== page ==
Even as late as the Spanish Inquisition, investigators antagonistic to Jewish belief included some Jews in their persecutions, but their hatred was focused primarily on those few who courageously called themselves Christians while retaining Jesus Christ’s actual teachings instead of the pagan- and Roman-inspired compromises. Today, those who persist in following Christ’s example remain a challenge to the conscience of a world that denies biblical morality and the immutable, unchanging truth of Scripture.

God’s Way Victorious!

Our world as a whole—anciently, in the Middle Ages, and especially today—has never wanted to hear about morality as God defines it. It does not want to hear the laws and biblical moral values that absolutely define right and wrong—and that will do so for eternity. Yet neither those who preach or commit acts of hatred against the Jews, nor those who persecute the Church founded by Jesus Christ, will succeed. The morality preserved in the pages of Scripture is absolute, immutable, and true. It will endure despite all attempts to fight against God, His people, and His Way, and despite the changes brought into professing Christianity, after the deaths of the original Apostles, to suppress the Old Testament truths that Jesus taught and upheld.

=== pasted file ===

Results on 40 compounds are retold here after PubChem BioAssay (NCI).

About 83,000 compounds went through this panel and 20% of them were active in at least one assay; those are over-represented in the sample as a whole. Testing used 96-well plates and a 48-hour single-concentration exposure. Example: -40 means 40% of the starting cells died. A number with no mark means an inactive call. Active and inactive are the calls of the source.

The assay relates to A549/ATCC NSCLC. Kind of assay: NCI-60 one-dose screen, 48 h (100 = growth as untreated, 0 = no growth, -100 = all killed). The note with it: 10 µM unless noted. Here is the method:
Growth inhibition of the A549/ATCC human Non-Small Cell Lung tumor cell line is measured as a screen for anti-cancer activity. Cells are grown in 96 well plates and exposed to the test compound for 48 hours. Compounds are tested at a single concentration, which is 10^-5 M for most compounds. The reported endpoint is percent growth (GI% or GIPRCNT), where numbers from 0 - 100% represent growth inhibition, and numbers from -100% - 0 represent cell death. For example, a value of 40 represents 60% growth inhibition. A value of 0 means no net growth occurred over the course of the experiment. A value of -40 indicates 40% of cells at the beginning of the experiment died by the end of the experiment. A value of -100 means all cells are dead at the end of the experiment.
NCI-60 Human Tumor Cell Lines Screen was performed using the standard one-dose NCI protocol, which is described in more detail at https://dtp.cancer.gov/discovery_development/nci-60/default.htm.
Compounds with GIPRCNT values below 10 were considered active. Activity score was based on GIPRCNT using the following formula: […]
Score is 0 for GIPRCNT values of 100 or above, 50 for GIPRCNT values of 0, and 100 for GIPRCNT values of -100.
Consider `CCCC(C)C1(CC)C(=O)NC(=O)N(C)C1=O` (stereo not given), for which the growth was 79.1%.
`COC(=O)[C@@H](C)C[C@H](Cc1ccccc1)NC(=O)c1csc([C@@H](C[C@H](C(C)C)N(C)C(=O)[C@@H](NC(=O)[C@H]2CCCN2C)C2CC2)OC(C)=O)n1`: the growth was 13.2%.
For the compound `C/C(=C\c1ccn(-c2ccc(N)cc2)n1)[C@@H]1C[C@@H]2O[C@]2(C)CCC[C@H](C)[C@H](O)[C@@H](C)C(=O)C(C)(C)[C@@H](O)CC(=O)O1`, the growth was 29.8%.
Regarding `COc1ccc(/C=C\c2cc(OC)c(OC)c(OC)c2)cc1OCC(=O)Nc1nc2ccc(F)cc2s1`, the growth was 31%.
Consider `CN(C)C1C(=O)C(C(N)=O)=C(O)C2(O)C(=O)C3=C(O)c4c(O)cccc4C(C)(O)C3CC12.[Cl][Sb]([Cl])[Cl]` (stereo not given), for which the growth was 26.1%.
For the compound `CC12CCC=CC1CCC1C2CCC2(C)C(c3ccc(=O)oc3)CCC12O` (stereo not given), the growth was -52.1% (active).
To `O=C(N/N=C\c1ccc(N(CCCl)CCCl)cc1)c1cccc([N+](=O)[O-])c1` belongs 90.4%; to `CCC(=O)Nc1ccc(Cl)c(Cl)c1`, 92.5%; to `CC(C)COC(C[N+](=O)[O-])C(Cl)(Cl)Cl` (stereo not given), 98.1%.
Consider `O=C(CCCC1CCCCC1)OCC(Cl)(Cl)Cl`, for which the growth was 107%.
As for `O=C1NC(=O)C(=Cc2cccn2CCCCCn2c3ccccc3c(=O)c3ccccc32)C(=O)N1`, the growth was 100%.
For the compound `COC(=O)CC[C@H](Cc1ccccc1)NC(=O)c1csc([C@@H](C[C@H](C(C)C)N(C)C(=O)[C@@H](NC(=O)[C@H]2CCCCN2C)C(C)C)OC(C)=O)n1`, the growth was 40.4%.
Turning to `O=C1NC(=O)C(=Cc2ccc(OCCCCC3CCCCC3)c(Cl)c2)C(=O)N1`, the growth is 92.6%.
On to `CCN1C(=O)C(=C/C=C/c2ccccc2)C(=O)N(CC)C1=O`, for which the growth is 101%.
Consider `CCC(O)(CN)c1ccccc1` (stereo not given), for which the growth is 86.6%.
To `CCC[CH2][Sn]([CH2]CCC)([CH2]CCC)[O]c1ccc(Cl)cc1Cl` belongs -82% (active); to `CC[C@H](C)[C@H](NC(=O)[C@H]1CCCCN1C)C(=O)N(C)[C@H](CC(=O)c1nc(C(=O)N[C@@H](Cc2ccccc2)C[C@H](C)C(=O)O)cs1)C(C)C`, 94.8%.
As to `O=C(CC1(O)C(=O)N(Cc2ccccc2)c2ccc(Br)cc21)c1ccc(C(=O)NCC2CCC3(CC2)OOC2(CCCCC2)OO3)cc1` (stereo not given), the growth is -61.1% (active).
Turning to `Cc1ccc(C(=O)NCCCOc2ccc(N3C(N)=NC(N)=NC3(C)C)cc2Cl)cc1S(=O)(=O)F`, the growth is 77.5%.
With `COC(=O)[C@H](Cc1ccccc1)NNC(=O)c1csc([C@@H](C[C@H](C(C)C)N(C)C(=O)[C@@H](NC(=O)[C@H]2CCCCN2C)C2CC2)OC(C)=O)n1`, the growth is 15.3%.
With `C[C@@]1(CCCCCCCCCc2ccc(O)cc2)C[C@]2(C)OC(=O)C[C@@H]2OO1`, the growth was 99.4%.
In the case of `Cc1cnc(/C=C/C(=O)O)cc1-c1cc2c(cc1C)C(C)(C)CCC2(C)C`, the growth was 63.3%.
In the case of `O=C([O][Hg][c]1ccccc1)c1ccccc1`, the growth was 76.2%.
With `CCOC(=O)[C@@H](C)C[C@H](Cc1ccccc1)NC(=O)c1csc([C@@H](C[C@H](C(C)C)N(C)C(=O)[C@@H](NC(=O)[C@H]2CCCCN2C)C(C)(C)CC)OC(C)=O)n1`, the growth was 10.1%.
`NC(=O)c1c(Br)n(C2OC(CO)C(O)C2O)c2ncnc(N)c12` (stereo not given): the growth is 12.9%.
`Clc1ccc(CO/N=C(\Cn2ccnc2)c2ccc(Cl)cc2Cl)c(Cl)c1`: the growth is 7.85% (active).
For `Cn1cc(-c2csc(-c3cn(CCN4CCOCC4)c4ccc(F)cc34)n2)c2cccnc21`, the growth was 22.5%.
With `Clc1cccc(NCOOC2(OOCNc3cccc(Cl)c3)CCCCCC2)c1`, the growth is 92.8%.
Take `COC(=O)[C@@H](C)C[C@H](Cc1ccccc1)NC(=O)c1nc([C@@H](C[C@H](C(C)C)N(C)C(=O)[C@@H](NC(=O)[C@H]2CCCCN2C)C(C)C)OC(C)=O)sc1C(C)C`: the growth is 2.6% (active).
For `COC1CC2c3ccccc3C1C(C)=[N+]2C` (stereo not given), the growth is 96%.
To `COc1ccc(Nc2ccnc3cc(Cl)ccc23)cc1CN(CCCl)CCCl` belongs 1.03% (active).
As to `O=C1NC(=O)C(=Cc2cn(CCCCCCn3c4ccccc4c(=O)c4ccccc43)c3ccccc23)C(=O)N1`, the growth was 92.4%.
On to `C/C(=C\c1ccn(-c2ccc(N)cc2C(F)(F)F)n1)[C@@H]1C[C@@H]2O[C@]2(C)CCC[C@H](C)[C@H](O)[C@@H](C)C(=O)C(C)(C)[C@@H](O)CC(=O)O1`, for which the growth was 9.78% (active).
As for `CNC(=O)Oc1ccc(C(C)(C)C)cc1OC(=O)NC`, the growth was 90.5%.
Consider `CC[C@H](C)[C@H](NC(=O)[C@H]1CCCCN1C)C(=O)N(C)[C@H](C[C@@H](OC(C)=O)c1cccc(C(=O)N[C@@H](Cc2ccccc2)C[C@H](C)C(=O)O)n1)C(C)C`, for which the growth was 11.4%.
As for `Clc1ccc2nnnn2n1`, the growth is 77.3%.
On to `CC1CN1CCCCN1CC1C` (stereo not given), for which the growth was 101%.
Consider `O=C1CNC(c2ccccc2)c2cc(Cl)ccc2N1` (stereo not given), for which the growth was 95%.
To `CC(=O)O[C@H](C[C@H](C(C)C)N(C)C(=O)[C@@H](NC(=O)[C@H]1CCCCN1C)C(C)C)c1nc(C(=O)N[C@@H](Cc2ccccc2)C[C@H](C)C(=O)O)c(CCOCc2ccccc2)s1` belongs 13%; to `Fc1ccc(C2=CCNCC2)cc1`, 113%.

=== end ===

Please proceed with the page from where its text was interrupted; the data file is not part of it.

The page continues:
Sadly, persecutions will continue until the end of this age. But no man—not even the great apostate forces prophesied to rise before Christ’s return—will be able to extinguish the Way of life outlined in your Bible.

As we see anti-Semitism raising its ignorant head, close behind will be even more forceful attempts to turn the world away from the truth and morality of the Bible. Anti-Semitism, like all other attacks on morality as defined by the law of the God of the Bible, must be seen for what it is—an attempt to destroy the conscience of humanity. We must know and reject these evils for what they are. Thankfully, God’s word assures us that they will fail, and the law of God will stand forever!